Read more about the emotional impact of PGP

Personal relationships

Chronic pain can not only have an impact on how you cope with day-to-day activities at home or at work but also on personal relationships with your partner, family members or friends. Many women have reported that they feel a loss of independence, isolated and alone due to their physical and emotional symptoms of PGP. It can be difficult to ask for help and express how you feel but it is important to do this to help yourself and your relationships. Often partners, family members and friends feel relieved when you share how you are feeling and can understand better how they can help you. 

Read more about how PGP can affect your relationships

Weight management

Being overweight can put extra stress on your joints and muscles, which in the case of PGP are already stressed from working incorrectly. It can be very hard to lose weight when you have PGP as you are often unable to exercise easily, but it can help to think about what you are eating. Small changes can often make a big difference. You may be feeling less hungry due to pain. 

At the same time, being underweight or skipping meals can make you more tired so maintaining a healthy balanced diet is important.

Treatment of chronic pain

The treatment of chronic pain can be complex and need considerable input and support from many health professionals. These may include doctors, psychologists, counsellors, physiotherapists and occupational therapists. Treatment may include:

  • medication 

  • physiotherapy

  • acupuncture

  • counselling

  • cognitive behavioural therapy (CBT)

  • relaxation techniques and more.

Your GP can refer you to specialist pain clinics and pain management programmes.

The Pelvic Pain Network holds a list of pain clinics in the UK.

If it’s not PGP, then what could it be?

The Pelvic Partnership was formed to help women with pregnancy-related PGP. We are strong in our conviction that PGP caused by pelvic joint dysfunction can be resolved with hands-on treatment, including manual therapy. 

There are many other possible causes of pelvic pain. The healthcare professionals caring for you should consider these alternatives when diagnosing PGP. 

If you have not responded to treatment for your PGP, try to keep an open mind about your symptoms and discuss possible causes of your pain with your GP. 

Read more about what to do if treatment isn’t helping

Read more about other causes of pelvic pain from the Pelvic Pain Support Network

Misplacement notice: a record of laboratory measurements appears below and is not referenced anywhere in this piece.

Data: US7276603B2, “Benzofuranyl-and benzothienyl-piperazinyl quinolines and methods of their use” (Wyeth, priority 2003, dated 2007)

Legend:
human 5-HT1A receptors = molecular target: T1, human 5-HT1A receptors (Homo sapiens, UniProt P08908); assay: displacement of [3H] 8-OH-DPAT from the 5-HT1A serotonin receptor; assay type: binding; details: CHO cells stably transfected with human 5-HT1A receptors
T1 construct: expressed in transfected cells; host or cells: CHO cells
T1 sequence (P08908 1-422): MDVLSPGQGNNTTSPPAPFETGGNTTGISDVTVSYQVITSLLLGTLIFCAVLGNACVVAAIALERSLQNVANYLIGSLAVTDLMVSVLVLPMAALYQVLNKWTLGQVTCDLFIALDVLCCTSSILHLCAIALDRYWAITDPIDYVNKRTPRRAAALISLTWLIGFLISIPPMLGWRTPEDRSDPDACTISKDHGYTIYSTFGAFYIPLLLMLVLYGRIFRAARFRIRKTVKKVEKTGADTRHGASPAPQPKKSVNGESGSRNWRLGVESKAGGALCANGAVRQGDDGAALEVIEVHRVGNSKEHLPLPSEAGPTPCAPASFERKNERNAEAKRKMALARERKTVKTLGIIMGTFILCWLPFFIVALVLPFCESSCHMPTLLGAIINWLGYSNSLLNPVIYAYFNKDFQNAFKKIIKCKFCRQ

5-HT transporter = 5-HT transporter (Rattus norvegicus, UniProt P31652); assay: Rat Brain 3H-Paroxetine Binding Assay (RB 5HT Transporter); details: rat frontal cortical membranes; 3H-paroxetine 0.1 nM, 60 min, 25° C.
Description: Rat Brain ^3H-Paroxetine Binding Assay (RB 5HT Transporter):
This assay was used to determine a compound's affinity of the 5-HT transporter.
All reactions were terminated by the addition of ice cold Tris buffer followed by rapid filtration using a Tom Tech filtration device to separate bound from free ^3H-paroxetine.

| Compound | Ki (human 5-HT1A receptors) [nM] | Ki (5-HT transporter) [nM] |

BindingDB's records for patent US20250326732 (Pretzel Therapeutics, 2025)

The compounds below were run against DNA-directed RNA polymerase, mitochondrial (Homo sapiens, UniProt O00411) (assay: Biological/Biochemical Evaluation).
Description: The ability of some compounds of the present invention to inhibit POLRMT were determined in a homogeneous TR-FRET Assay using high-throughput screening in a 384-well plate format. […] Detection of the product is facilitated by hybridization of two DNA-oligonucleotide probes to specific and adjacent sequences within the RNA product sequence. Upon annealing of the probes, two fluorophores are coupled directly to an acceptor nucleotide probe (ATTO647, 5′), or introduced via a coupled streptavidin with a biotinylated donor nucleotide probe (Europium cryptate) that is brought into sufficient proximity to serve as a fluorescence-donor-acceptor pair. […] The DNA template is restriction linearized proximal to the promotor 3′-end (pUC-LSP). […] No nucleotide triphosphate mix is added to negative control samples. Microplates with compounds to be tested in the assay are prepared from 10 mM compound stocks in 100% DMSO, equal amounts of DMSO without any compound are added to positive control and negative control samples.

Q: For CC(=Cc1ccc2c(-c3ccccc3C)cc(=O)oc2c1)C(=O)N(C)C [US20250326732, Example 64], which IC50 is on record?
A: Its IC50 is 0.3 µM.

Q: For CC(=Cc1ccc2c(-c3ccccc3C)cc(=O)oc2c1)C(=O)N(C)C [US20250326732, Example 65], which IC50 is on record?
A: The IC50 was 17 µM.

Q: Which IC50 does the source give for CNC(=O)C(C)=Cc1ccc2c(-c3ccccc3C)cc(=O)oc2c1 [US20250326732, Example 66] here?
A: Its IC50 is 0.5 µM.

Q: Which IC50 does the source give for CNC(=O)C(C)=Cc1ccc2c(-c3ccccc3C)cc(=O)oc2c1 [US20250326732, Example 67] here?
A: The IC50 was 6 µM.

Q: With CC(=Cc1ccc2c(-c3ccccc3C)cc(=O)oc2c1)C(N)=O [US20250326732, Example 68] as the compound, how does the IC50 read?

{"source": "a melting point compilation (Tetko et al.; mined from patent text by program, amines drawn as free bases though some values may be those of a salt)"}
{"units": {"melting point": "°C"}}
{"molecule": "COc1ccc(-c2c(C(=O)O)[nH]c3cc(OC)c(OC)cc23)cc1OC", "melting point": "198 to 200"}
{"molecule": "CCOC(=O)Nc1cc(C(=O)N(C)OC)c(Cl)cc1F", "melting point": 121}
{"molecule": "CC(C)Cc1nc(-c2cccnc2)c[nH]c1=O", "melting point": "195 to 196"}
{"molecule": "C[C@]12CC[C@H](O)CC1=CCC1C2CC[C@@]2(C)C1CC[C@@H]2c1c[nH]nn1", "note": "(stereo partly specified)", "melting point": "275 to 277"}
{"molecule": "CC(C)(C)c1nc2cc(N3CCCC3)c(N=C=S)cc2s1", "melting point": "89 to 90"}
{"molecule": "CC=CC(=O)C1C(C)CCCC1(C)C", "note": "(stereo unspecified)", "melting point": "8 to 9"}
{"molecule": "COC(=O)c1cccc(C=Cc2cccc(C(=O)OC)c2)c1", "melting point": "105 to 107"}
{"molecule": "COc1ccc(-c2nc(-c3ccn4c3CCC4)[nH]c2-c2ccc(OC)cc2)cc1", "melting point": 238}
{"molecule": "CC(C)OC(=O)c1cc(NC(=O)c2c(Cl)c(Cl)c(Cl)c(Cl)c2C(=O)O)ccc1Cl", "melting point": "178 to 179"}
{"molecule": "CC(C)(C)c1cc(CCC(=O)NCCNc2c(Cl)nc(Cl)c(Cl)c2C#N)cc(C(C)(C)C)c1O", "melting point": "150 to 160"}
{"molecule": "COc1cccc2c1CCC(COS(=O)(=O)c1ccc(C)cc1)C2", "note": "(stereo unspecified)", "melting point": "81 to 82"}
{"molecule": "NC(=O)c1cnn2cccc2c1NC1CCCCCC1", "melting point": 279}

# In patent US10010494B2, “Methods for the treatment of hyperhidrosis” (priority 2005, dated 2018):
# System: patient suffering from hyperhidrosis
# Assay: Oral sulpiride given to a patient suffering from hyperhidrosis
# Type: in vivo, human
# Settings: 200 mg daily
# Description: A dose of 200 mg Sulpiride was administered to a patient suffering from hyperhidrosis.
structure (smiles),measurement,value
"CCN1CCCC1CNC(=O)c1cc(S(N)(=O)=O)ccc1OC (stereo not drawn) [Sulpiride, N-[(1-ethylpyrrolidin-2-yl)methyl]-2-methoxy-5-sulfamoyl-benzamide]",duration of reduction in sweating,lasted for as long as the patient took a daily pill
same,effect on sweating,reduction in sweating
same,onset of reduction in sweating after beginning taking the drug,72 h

We believe that surgery should only ever be done as a very last resort once all other treatment options have proved unsuccessful. We remain unconvinced that surgery is a good option for women with PGP, even those with very severe and long-term symptoms. 

We have had mixed feedback from women about surgery to treat their chronic pain:

  • some women had been told the only option was surgery, but then they made a full recovery with effective manual therapy

  • some women have had surgery for their chronic pain and were disappointed with the outcome. They said their pain had not improved, although the pelvis had been stabilised and several have said they wished they hadn’t had it done. They shared with us that either they were not aware of manual therapy or how effective it was or they had only had exercises and advice. 

We encourage anyone considering this route to try absolutely everything else first. Once you have had surgery there is no going back – everything else we suggest is reversible if it is not effective, surgery is not.

We are happy to talk through your alternatives if you are considering surgery. Please call and leave a message on our helpline: 01235 820921. 

The NHS Choices website also has a list of questions to consider to help you make an informed choice about surgery. 


Prolotherapy is a stabilising injection treatment which may be helpful for women with the chronic pain and instability associated with PGP. In particular, it may be recommended for women who have had ongoing problems with PGP despite having courses of manual therapy from experienced and skilful practitioners, and where the joints do not seem to stay in alignment for long after treatment.

It involves the injection of an ‘irritant’ dextrose solution along with a local anaesthetic into a ligament around a joint, including the symphysis pubis, sacroiliac joints or lumbar spine. However, the average person requires around three sessions of treatment. The treatment usually entails three sets of injections with between a week and a month’s break between each set.

The effectiveness of prolotherapy treatment may vary because of the women’s different needs. The best results seem to be in women who have had their pelvic alignment checked just before and after the injections. This ensures the pelvis is in the best possible position for the ligaments to hold it in. 

The procedure is supported by many hospitals in this country and abroad. A Cochrane Review in 2007 found there was conflicting scientific evidence about the effectiveness of prolotherapy. There are research reviews published online which can help you to understand the pros and cons of this procedure. 

If you are considering prolotherapy, you are welcome to discuss this with our volunteers on our helpline: 01235 820921.

Nerve block

In some cases, people with chronic pain can have an injection to temporarily block the nerve carrying the pain messages. This can help diagnose the source of their chronic pain. 

This is generally not applicable for PGP because it won’t treat the underlying cause of the problem, only the symptoms. Before considering more invasive options, it is worth checking that: 

  • you are having effective manual therapy
  • you have got a second opinion from another healthcare professional. 

Your manual therapist may recommend a nerve block if your symptoms are very irritable.